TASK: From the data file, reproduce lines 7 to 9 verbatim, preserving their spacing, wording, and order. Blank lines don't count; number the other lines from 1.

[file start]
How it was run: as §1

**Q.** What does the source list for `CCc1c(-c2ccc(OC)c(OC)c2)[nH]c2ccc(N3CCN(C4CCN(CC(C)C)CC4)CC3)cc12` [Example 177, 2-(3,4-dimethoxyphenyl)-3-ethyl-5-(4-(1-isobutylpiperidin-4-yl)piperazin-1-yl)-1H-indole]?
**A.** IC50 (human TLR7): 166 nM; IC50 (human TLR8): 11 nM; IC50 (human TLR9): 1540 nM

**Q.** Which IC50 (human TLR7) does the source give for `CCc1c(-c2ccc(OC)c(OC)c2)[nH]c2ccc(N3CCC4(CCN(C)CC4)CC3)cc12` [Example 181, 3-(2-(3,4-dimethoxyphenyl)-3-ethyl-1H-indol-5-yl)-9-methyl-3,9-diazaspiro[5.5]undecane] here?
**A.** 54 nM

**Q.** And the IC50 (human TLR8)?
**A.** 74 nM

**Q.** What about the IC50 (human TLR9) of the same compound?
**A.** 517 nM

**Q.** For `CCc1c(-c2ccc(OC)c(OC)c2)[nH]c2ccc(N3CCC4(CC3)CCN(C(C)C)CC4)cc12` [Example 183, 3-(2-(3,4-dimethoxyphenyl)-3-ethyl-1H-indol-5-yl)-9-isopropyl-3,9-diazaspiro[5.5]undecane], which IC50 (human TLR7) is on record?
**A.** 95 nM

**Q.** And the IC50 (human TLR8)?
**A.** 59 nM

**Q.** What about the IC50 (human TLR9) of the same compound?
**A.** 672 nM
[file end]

**A.** 74 nM

**Q.** What about the IC50 (human TLR9) of the same compound?
**A.** 517 nM